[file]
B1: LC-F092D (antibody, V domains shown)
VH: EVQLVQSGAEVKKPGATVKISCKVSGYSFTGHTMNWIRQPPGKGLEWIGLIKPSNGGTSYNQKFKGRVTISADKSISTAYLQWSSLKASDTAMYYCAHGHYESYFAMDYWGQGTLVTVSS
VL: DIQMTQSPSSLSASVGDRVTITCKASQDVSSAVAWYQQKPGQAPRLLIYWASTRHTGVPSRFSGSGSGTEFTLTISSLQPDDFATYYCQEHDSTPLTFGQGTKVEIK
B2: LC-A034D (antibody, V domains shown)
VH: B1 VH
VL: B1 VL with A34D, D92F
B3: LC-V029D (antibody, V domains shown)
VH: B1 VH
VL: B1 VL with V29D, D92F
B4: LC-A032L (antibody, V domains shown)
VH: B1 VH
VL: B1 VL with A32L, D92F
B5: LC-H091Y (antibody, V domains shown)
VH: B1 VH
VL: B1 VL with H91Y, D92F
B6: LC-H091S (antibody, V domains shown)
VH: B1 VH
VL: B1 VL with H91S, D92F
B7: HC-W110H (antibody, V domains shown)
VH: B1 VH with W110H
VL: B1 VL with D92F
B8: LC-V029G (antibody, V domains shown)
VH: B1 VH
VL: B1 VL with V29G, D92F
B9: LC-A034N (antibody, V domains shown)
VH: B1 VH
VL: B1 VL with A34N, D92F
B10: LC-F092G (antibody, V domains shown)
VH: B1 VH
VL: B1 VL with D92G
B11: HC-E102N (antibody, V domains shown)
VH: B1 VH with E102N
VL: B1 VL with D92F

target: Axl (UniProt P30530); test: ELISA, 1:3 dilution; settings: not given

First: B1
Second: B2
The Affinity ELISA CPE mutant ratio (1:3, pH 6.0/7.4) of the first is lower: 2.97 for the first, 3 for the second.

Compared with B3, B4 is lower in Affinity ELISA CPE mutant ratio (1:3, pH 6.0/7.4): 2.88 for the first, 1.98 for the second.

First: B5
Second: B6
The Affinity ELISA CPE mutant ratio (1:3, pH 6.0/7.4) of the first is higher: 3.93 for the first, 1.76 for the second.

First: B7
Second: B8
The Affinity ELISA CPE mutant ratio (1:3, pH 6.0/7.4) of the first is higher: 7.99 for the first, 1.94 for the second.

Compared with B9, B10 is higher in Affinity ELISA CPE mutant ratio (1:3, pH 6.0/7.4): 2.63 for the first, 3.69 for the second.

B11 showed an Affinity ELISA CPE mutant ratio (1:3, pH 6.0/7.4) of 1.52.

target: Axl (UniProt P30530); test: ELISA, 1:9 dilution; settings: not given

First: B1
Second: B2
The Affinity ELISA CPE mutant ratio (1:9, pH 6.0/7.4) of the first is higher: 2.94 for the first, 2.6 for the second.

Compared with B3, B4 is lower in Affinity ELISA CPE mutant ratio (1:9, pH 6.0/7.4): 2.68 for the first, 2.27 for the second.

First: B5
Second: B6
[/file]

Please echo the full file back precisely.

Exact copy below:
B1: LC-F092D (antibody, V domains shown)
VH: EVQLVQSGAEVKKPGATVKISCKVSGYSFTGHTMNWIRQPPGKGLEWIGLIKPSNGGTSYNQKFKGRVTISADKSISTAYLQWSSLKASDTAMYYCAHGHYESYFAMDYWGQGTLVTVSS
VL: DIQMTQSPSSLSASVGDRVTITCKASQDVSSAVAWYQQKPGQAPRLLIYWASTRHTGVPSRFSGSGSGTEFTLTISSLQPDDFATYYCQEHDSTPLTFGQGTKVEIK
B2: LC-A034D (antibody, V domains shown)
VH: B1 VH
VL: B1 VL with A34D, D92F
B3: LC-V029D (antibody, V domains shown)
VH: B1 VH
VL: B1 VL with V29D, D92F
B4: LC-A032L (antibody, V domains shown)
VH: B1 VH
VL: B1 VL with A32L, D92F
B5: LC-H091Y (antibody, V domains shown)
VH: B1 VH
VL: B1 VL with H91Y, D92F
B6: LC-H091S (antibody, V domains shown)
VH: B1 VH
VL: B1 VL with H91S, D92F
B7: HC-W110H (antibody, V domains shown)
VH: B1 VH with W110H
VL: B1 VL with D92F
B8: LC-V029G (antibody, V domains shown)
VH: B1 VH
VL: B1 VL with V29G, D92F
B9: LC-A034N (antibody, V domains shown)
VH: B1 VH
VL: B1 VL with A34N, D92F
B10: LC-F092G (antibody, V domains shown)
VH: B1 VH
VL: B1 VL with D92G
B11: HC-E102N (antibody, V domains shown)
VH: B1 VH with E102N
VL: B1 VL with D92F

target: Axl (UniProt P30530); test: ELISA, 1:3 dilution; settings: not given

First: B1
Second: B2
The Affinity ELISA CPE mutant ratio (1:3, pH 6.0/7.4) of the first is lower: 2.97 for the first, 3 for the second.

Compared with B3, B4 is lower in Affinity ELISA CPE mutant ratio (1:3, pH 6.0/7.4): 2.88 for the first, 1.98 for the second.

First: B5
Second: B6
The Affinity ELISA CPE mutant ratio (1:3, pH 6.0/7.4) of the first is higher: 3.93 for the first, 1.76 for the second.

First: B7
Second: B8
The Affinity ELISA CPE mutant ratio (1:3, pH 6.0/7.4) of the first is higher: 7.99 for the first, 1.94 for the second.

Compared with B9, B10 is higher in Affinity ELISA CPE mutant ratio (1:3, pH 6.0/7.4): 2.63 for the first, 3.69 for the second.

B11 showed an Affinity ELISA CPE mutant ratio (1:3, pH 6.0/7.4) of 1.52.

target: Axl (UniProt P30530); test: ELISA, 1:9 dilution; settings: not given

First: B1
Second: B2
The Affinity ELISA CPE mutant ratio (1:9, pH 6.0/7.4) of the first is higher: 2.94 for the first, 2.6 for the second.

Compared with B3, B4 is lower in Affinity ELISA CPE mutant ratio (1:9, pH 6.0/7.4): 2.68 for the first, 2.27 for the second.

First: B5
Second: B6